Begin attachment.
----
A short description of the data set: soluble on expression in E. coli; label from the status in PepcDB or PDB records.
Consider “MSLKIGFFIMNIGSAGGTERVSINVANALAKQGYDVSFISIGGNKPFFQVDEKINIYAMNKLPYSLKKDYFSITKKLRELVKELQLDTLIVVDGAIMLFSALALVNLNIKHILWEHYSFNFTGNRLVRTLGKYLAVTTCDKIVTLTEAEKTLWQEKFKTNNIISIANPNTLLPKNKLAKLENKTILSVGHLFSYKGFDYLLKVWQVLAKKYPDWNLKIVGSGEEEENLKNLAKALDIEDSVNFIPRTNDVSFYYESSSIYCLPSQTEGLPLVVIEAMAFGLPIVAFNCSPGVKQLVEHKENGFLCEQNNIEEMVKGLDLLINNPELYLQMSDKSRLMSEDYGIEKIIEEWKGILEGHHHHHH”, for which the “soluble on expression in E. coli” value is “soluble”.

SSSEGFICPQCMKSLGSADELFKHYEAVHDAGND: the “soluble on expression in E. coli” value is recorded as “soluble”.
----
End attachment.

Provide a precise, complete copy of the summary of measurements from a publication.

A short description of the data set: soluble on expression in E. coli; label from the status in PepcDB or PDB records.
Consider “MSLKIGFFIMNIGSAGGTERVSINVANALAKQGYDVSFISIGGNKPFFQVDEKINIYAMNKLPYSLKKDYFSITKKLRELVKELQLDTLIVVDGAIMLFSALALVNLNIKHILWEHYSFNFTGNRLVRTLGKYLAVTTCDKIVTLTEAEKTLWQEKFKTNNIISIANPNTLLPKNKLAKLENKTILSVGHLFSYKGFDYLLKVWQVLAKKYPDWNLKIVGSGEEEENLKNLAKALDIEDSVNFIPRTNDVSFYYESSSIYCLPSQTEGLPLVVIEAMAFGLPIVAFNCSPGVKQLVEHKENGFLCEQNNIEEMVKGLDLLINNPELYLQMSDKSRLMSEDYGIEKIIEEWKGILEGHHHHHH”, for which the “soluble on expression in E. coli” value is “soluble”.

SSSEGFICPQCMKSLGSADELFKHYEAVHDAGND: the “soluble on expression in E. coli” value is recorded as “soluble”.